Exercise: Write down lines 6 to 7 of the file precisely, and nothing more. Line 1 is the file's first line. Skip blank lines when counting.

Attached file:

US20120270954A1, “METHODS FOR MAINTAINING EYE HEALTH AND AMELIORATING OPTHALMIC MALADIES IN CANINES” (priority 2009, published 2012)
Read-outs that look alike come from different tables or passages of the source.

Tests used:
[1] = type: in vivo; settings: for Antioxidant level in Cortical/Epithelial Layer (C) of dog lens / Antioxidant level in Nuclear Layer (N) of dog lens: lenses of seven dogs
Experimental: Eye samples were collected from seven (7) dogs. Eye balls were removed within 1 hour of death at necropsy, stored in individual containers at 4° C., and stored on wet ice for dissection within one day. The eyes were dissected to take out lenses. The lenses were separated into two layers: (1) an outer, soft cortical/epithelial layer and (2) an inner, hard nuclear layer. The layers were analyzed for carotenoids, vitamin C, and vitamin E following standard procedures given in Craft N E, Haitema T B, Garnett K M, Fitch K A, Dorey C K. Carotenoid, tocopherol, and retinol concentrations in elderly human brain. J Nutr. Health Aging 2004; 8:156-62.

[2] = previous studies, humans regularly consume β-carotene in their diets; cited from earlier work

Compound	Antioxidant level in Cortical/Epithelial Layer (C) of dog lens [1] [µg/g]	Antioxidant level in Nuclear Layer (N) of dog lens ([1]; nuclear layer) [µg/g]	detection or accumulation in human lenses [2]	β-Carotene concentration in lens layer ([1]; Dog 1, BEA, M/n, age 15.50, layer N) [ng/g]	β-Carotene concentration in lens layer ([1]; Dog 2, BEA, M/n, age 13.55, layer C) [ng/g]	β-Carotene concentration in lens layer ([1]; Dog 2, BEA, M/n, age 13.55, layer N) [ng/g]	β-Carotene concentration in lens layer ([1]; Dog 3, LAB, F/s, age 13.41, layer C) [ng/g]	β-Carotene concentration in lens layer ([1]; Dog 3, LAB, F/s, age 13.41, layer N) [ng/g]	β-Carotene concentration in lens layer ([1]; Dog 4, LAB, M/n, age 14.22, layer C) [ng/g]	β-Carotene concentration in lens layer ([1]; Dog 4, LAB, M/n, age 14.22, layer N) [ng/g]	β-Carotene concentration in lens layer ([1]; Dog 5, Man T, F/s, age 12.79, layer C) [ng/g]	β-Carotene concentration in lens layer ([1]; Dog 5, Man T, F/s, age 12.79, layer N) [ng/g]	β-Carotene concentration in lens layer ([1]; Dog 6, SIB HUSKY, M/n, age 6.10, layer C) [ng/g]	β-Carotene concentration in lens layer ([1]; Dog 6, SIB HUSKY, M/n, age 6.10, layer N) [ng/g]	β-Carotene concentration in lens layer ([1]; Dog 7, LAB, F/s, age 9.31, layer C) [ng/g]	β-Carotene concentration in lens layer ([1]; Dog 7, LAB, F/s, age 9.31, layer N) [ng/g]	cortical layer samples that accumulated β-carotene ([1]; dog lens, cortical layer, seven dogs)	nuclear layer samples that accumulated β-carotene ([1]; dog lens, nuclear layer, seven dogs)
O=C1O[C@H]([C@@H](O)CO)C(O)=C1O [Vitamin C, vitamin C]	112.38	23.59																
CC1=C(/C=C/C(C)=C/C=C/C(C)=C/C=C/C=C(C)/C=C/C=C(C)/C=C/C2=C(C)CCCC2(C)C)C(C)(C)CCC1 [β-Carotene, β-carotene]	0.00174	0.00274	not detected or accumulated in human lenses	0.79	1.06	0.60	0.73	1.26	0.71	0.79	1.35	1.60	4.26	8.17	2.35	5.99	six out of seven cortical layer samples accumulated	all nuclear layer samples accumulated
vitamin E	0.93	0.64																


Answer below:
[2] = previous studies, humans regularly consume β-carotene in their diets; cited from earlier work

Compound	Antioxidant level in Cortical/Epithelial Layer (C) of dog lens [1] [µg/g]	Antioxidant level in Nuclear Layer (N) of dog lens ([1]; nuclear layer) [µg/g]	detection or accumulation in human lenses [2]	β-Carotene concentration in lens layer ([1]; Dog 1, BEA, M/n, age 15.50, layer N) [ng/g]	β-Carotene concentration in lens layer ([1]; Dog 2, BEA, M/n, age 13.55, layer C) [ng/g]	β-Carotene concentration in lens layer ([1]; Dog 2, BEA, M/n, age 13.55, layer N) [ng/g]	β-Carotene concentration in lens layer ([1]; Dog 3, LAB, F/s, age 13.41, layer C) [ng/g]	β-Carotene concentration in lens layer ([1]; Dog 3, LAB, F/s, age 13.41, layer N) [ng/g]	β-Carotene concentration in lens layer ([1]; Dog 4, LAB, M/n, age 14.22, layer C) [ng/g]	β-Carotene concentration in lens layer ([1]; Dog 4, LAB, M/n, age 14.22, layer N) [ng/g]	β-Carotene concentration in lens layer ([1]; Dog 5, Man T, F/s, age 12.79, layer C) [ng/g]	β-Carotene concentration in lens layer ([1]; Dog 5, Man T, F/s, age 12.79, layer N) [ng/g]	β-Carotene concentration in lens layer ([1]; Dog 6, SIB HUSKY, M/n, age 6.10, layer C) [ng/g]	β-Carotene concentration in lens layer ([1]; Dog 6, SIB HUSKY, M/n, age 6.10, layer N) [ng/g]	β-Carotene concentration in lens layer ([1]; Dog 7, LAB, F/s, age 9.31, layer C) [ng/g]	β-Carotene concentration in lens layer ([1]; Dog 7, LAB, F/s, age 9.31, layer N) [ng/g]	cortical layer samples that accumulated β-carotene ([1]; dog lens, cortical layer, seven dogs)	nuclear layer samples that accumulated β-carotene ([1]; dog lens, nuclear layer, seven dogs)